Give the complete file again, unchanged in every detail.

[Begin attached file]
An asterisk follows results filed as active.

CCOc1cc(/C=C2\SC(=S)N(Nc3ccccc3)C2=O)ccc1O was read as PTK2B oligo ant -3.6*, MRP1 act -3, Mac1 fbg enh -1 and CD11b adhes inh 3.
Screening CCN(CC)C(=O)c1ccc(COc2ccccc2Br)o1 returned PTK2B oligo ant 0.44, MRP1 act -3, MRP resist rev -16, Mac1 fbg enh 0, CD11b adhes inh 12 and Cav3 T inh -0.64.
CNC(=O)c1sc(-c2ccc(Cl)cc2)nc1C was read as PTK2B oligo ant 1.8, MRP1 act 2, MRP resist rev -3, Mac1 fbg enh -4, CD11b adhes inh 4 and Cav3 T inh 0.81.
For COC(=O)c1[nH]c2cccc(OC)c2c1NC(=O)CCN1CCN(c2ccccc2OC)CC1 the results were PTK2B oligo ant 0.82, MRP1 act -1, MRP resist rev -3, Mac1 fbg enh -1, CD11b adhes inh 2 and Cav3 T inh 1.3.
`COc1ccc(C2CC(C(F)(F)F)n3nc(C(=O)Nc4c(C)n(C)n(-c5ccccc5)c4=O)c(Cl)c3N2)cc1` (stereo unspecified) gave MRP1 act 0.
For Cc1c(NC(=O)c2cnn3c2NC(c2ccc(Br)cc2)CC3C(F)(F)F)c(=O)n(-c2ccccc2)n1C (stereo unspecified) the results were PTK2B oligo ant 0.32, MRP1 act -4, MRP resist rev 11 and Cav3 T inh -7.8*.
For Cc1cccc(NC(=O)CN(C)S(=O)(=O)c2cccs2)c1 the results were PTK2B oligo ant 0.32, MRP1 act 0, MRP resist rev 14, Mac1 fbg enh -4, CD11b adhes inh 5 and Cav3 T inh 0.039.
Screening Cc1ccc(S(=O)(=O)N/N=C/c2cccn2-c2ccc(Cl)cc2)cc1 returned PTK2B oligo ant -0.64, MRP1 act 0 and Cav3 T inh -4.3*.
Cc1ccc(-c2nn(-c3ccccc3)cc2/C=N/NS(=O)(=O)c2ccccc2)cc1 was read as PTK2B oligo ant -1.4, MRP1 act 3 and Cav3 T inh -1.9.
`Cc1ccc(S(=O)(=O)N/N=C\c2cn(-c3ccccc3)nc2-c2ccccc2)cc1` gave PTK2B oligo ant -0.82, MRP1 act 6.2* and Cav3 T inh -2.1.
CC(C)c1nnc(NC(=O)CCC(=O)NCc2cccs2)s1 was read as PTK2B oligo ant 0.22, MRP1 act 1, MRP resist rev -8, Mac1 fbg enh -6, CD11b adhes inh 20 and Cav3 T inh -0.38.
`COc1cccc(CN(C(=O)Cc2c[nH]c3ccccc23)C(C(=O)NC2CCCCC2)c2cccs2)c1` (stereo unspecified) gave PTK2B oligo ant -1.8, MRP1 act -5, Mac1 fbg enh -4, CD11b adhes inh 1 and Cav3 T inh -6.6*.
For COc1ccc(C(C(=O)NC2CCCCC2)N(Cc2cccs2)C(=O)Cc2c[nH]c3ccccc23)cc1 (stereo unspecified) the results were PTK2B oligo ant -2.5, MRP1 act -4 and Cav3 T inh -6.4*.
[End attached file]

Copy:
An asterisk follows results filed as active.

CCOc1cc(/C=C2\SC(=S)N(Nc3ccccc3)C2=O)ccc1O was read as PTK2B oligo ant -3.6*, MRP1 act -3, Mac1 fbg enh -1 and CD11b adhes inh 3.
Screening CCN(CC)C(=O)c1ccc(COc2ccccc2Br)o1 returned PTK2B oligo ant 0.44, MRP1 act -3, MRP resist rev -16, Mac1 fbg enh 0, CD11b adhes inh 12 and Cav3 T inh -0.64.
CNC(=O)c1sc(-c2ccc(Cl)cc2)nc1C was read as PTK2B oligo ant 1.8, MRP1 act 2, MRP resist rev -3, Mac1 fbg enh -4, CD11b adhes inh 4 and Cav3 T inh 0.81.
For COC(=O)c1[nH]c2cccc(OC)c2c1NC(=O)CCN1CCN(c2ccccc2OC)CC1 the results were PTK2B oligo ant 0.82, MRP1 act -1, MRP resist rev -3, Mac1 fbg enh -1, CD11b adhes inh 2 and Cav3 T inh 1.3.
`COc1ccc(C2CC(C(F)(F)F)n3nc(C(=O)Nc4c(C)n(C)n(-c5ccccc5)c4=O)c(Cl)c3N2)cc1` (stereo unspecified) gave MRP1 act 0.
For Cc1c(NC(=O)c2cnn3c2NC(c2ccc(Br)cc2)CC3C(F)(F)F)c(=O)n(-c2ccccc2)n1C (stereo unspecified) the results were PTK2B oligo ant 0.32, MRP1 act -4, MRP resist rev 11 and Cav3 T inh -7.8*.
For Cc1cccc(NC(=O)CN(C)S(=O)(=O)c2cccs2)c1 the results were PTK2B oligo ant 0.32, MRP1 act 0, MRP resist rev 14, Mac1 fbg enh -4, CD11b adhes inh 5 and Cav3 T inh 0.039.
Screening Cc1ccc(S(=O)(=O)N/N=C/c2cccn2-c2ccc(Cl)cc2)cc1 returned PTK2B oligo ant -0.64, MRP1 act 0 and Cav3 T inh -4.3*.
Cc1ccc(-c2nn(-c3ccccc3)cc2/C=N/NS(=O)(=O)c2ccccc2)cc1 was read as PTK2B oligo ant -1.4, MRP1 act 3 and Cav3 T inh -1.9.
`Cc1ccc(S(=O)(=O)N/N=C\c2cn(-c3ccccc3)nc2-c2ccccc2)cc1` gave PTK2B oligo ant -0.82, MRP1 act 6.2* and Cav3 T inh -2.1.
CC(C)c1nnc(NC(=O)CCC(=O)NCc2cccs2)s1 was read as PTK2B oligo ant 0.22, MRP1 act 1, MRP resist rev -8, Mac1 fbg enh -6, CD11b adhes inh 20 and Cav3 T inh -0.38.
`COc1cccc(CN(C(=O)Cc2c[nH]c3ccccc23)C(C(=O)NC2CCCCC2)c2cccs2)c1` (stereo unspecified) gave PTK2B oligo ant -1.8, MRP1 act -5, Mac1 fbg enh -4, CD11b adhes inh 1 and Cav3 T inh -6.6*.
For COc1ccc(C(C(=O)NC2CCCCC2)N(Cc2cccs2)C(=O)Cc2c[nH]c3ccccc23)cc1 (stereo unspecified) the results were PTK2B oligo ant -2.5, MRP1 act -4 and Cav3 T inh -6.4*.